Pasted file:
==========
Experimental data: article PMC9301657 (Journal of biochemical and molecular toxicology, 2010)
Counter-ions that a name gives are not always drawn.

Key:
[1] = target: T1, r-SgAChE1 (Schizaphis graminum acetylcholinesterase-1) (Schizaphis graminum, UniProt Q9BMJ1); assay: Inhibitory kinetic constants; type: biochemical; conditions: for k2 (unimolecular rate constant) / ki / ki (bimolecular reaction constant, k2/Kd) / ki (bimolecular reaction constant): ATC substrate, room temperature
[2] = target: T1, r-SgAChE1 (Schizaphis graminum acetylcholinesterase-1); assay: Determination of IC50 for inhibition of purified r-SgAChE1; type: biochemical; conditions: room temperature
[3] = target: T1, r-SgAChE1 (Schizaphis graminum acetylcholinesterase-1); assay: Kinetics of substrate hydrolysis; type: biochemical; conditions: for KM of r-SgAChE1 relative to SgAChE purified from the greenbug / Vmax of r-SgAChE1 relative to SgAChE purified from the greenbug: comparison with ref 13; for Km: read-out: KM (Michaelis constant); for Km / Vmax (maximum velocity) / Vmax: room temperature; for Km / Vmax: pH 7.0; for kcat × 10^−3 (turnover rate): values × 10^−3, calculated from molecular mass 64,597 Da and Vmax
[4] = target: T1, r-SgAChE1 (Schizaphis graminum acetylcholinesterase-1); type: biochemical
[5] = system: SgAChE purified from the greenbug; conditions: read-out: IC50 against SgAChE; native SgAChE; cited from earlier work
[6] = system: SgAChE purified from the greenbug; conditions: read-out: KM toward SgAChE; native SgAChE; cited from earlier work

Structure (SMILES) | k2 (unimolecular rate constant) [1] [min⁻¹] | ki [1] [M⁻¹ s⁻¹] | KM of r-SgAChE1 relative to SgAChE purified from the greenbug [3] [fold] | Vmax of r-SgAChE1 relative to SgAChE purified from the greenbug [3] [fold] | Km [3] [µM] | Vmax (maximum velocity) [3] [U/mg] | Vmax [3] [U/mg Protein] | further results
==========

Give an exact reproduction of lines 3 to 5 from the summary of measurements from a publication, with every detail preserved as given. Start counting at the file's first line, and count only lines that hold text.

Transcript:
Key:
[1] = target: T1, r-SgAChE1 (Schizaphis graminum acetylcholinesterase-1) (Schizaphis graminum, UniProt Q9BMJ1); assay: Inhibitory kinetic constants; type: biochemical; conditions: for k2 (unimolecular rate constant) / ki / ki (bimolecular reaction constant, k2/Kd) / ki (bimolecular reaction constant): ATC substrate, room temperature
[2] = target: T1, r-SgAChE1 (Schizaphis graminum acetylcholinesterase-1); assay: Determination of IC50 for inhibition of purified r-SgAChE1; type: biochemical; conditions: room temperature